You can enforce minimum size at the container level, but child item (which cannot contain another child) should be able to handle any size.  Object positioning should be handled by the container, and any items should not dictate to its container how it should be positioned, neither preferred, min, nor max.

The reason why is that I have worked on some custom UI library that follows this Java's swing approach, and it has these preferred size, min, and max etc, and they dictate the way the container align and position its children.  It's hard to resolve conflicts at the container level if the child items can dictate to its container how to position itself.  One child say my min is 100, another say my min is 150, and container is resized to 200, which one should you resize?

It gets worse if child items are engineered with these preferred, min and max in mind, that certain logic starts to fail when the size goes beyond or lower than these arbitrary thresholds.  "Since my size won't ever go lower than 100, right?, so I'll draw this 5x5 important UI element at exactly the 95th pixel"  Guess what, your width is now 80, and that important UI element is now gone.  Great.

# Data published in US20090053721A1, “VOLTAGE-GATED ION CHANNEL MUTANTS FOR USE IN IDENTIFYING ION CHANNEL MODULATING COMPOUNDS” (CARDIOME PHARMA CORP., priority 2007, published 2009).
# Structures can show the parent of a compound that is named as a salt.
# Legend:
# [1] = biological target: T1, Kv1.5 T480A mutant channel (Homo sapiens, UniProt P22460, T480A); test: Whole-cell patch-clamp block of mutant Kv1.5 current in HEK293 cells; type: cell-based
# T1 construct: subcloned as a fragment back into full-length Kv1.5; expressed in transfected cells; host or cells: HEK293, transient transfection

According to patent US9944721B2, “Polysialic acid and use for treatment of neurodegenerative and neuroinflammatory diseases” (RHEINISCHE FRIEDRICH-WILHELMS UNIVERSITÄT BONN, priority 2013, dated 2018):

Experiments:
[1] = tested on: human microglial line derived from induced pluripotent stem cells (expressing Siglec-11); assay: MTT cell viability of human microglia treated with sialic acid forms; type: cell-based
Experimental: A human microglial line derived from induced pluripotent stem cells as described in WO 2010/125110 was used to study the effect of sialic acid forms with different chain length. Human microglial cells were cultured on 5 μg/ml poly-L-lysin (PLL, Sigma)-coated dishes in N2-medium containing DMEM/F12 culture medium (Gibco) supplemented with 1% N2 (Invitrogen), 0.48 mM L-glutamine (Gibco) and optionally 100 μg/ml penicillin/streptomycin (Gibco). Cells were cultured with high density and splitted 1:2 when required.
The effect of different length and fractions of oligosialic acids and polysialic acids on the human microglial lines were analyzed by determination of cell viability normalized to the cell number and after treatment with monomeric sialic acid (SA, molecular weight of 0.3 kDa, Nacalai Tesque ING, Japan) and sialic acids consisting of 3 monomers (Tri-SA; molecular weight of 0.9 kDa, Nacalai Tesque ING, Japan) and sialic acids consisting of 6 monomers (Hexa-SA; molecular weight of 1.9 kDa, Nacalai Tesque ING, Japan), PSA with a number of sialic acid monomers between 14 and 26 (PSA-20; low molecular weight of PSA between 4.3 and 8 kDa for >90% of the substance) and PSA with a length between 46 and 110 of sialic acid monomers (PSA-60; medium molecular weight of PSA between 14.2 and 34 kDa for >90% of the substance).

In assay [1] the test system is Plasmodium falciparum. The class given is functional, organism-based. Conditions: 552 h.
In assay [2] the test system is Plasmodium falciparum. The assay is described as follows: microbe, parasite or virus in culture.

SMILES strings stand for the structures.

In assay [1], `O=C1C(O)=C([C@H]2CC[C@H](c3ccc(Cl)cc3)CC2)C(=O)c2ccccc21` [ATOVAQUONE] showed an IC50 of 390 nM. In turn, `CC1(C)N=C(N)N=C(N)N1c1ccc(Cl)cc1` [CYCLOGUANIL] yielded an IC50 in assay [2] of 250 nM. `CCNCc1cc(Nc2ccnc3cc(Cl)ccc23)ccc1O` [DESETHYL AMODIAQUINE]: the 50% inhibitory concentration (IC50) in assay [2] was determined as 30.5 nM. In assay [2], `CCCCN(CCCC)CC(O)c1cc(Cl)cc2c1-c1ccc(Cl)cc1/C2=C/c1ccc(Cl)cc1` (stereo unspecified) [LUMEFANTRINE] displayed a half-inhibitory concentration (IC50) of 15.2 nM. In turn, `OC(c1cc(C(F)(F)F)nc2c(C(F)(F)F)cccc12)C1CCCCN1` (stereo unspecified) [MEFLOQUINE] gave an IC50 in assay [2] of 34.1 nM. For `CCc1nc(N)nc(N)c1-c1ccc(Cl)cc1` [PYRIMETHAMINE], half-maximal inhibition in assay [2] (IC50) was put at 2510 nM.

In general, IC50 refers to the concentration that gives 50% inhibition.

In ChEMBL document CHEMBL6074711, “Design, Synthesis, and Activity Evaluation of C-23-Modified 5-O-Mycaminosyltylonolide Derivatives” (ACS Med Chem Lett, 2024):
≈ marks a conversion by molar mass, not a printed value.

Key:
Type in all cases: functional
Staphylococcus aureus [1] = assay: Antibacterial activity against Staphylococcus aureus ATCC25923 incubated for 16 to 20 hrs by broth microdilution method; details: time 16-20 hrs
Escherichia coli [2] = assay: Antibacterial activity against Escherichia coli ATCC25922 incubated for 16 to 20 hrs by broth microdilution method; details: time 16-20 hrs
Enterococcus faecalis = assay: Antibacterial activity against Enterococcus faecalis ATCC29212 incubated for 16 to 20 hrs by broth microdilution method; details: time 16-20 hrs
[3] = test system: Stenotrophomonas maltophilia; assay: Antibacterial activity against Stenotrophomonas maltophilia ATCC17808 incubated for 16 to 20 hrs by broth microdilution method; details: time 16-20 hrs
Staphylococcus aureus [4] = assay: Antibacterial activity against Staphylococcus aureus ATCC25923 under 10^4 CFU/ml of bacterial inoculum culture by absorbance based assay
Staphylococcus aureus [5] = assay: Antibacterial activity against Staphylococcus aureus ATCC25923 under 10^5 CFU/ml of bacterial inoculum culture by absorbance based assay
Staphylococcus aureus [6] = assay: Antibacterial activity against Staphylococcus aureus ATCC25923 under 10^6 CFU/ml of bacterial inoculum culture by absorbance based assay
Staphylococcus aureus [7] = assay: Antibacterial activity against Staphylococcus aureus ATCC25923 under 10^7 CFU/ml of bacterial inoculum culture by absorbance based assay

So, no min, max, or preferred at all.  As a matter of fact, maybe let the container tells its children their size.

### #5293813Cloudhosting a C# Console Application utilizing UDP

Posted by on 27 May 2016 - 10:03 AM

Actually most server apps I know of lack of a UI frontend.  That does not mean it can't have a UI frontend, just depends on your use case.

There are a few server "engines" out there that's been mentioned several times like SmartFox, though I believe it's Java, and I am not sure if it's the 'goto' service.  And in regards to AWS to Azure, it comes to personal preference.  Do understand that once you choose one, you'd usually 'marry' that platform.  It'll be another engineering task to move from one to another.

### #5293633Do you usually prefix your classes with the letter 'C' or something e...

Posted by on 26 May 2016 - 12:31 PM